Eric Holder Announces Resignation at Press Conference With Obama

Obama announces Eric Holder will step down.
President Obama announces Eric Holder will step down. WhiteHouse.gov

Updated

Eric Holder, a veteran member of President Barack Obama's administration, and the United States's first black attorney general, will step down, President Obama announced today. The announcement confirms earlier media reports.

National Public Radio reported Thursday morning that Holder plans to leave "as soon as his successor is confirmed," a process that could take months. Names that have been floated as potential replacements for Holder over the years include Massachusetts governor Deval Patrick, U.S. Attorney Preet Bharara, senators Amy Klobuchar (D-Minnesota), Sheldon Whitehouse (D-Rhode Island), and Claire McCaskill (D-Missouri), among others. According to NPR, the current top pick for Holder's job is Solicitor General Don Verrilli Jr. But a White House official said Obama "has not decided on a succesor" yet and will not announce one today.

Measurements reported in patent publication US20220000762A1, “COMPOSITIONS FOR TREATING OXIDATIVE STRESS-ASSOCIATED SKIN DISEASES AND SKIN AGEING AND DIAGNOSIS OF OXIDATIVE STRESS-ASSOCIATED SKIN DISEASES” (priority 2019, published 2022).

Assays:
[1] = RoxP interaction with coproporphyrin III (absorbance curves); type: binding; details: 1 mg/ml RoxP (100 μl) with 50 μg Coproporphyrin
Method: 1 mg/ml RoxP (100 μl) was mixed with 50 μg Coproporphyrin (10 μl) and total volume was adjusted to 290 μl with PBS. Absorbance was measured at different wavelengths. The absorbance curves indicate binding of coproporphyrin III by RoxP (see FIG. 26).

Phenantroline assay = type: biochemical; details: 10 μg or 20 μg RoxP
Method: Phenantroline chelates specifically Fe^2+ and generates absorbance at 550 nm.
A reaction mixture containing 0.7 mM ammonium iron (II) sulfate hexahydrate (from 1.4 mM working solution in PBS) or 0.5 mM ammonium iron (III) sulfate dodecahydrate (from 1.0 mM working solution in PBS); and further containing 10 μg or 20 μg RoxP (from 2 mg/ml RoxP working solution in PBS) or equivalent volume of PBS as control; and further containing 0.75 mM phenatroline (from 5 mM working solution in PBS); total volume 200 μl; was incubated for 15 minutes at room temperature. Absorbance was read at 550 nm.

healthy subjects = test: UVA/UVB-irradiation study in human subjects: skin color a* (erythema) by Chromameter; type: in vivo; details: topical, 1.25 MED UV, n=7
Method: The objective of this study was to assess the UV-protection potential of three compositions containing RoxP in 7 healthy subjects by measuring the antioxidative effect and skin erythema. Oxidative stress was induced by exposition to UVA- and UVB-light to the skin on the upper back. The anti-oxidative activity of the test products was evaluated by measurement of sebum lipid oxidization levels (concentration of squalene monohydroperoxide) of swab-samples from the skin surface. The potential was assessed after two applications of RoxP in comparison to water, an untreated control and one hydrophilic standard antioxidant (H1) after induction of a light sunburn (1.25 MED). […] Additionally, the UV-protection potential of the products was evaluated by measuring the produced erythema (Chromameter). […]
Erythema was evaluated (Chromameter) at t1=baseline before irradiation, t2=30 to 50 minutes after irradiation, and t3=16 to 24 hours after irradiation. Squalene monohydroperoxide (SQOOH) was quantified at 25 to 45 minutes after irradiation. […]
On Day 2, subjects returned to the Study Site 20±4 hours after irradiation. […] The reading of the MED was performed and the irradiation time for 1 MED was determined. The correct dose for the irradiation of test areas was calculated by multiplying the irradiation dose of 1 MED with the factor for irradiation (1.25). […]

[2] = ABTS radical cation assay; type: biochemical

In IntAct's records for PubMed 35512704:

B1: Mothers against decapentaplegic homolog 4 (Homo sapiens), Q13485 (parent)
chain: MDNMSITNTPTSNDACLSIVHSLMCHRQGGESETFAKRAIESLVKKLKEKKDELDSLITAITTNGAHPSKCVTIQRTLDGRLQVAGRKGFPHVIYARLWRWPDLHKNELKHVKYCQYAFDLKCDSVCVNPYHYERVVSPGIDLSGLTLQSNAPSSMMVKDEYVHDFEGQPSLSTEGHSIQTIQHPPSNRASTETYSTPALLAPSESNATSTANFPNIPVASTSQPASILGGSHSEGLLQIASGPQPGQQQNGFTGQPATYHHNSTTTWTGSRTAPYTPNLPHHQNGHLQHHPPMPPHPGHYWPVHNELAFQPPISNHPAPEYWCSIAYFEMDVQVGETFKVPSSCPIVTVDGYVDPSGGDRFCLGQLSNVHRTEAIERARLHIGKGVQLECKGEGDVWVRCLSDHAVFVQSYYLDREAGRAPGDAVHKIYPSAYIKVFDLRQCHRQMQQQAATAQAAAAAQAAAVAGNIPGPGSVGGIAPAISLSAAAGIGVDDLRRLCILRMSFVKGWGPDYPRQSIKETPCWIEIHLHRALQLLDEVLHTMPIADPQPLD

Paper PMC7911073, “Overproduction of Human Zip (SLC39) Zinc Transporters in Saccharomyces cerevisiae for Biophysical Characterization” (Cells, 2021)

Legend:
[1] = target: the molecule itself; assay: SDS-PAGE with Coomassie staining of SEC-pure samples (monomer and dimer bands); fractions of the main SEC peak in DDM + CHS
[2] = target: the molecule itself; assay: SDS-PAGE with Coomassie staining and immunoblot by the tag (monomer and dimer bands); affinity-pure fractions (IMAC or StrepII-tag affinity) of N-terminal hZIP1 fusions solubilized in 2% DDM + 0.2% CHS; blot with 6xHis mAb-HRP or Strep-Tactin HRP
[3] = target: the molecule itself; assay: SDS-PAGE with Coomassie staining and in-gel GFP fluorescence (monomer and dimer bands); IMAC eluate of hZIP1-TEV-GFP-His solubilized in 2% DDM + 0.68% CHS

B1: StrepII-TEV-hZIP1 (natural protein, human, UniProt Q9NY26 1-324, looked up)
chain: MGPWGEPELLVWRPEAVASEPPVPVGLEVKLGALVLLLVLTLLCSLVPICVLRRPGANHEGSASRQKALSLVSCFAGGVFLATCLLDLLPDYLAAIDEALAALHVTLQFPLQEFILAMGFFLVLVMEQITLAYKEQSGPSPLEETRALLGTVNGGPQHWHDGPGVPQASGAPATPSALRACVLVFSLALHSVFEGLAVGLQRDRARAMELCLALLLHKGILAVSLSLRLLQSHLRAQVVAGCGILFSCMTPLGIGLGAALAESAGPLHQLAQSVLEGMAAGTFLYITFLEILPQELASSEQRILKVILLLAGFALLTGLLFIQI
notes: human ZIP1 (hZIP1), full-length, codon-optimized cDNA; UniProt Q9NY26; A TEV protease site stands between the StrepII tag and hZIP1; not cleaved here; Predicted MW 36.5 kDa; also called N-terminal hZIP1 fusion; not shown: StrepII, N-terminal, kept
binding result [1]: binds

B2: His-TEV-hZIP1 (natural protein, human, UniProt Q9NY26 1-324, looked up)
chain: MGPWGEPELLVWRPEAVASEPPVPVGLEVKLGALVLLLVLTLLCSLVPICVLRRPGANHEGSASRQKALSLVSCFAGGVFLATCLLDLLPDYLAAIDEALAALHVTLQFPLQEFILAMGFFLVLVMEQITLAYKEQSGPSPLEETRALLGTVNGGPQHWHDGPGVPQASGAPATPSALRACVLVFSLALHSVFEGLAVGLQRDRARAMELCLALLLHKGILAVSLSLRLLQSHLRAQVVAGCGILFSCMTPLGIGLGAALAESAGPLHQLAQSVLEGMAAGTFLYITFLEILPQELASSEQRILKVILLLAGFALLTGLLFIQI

In a press conference this afternoon, the President praised Holder. "From counter-terrorism to civil rights, public corruption, and white collar crime," he said, "Eric has done a superb job."

Holder, a graduate of Columbia University, held positions in the Justice Department, as a superior court judge and as United States deputy attorney general before becoming attorney general on February 2, 2009.

During his tenure as attorney general, Holder ruffled feathers at the White House and among Congress. In a July article for Politico magazine, Glenn Thrush wrote that Holder had several "detractors" who saw the attorney general as a "never-ending source of questionable decisions, tin-eared political missteps and off-the-reservation remarks."

In June 2012, the House of Representatives voted to hold Holder in contempt "for failing to disclose internal Justice Department documents in response to a subpoena" related to a botched investigation into Arizona gun runners, called Operation Fast and Furious. It was the first time that Congress had sanctioned a sitting member of the president's cabinet.

At an event celebrating Black History Month in 2009, Holder also drew ire from the right after he called the U.S. a "nation of cowards" when it comes to talking about race.

The New York Times described Holder as "the most prominent liberal voice of the administration," especially in President Obama's second term.

The choice to leave was "Holder's alone," NPR said.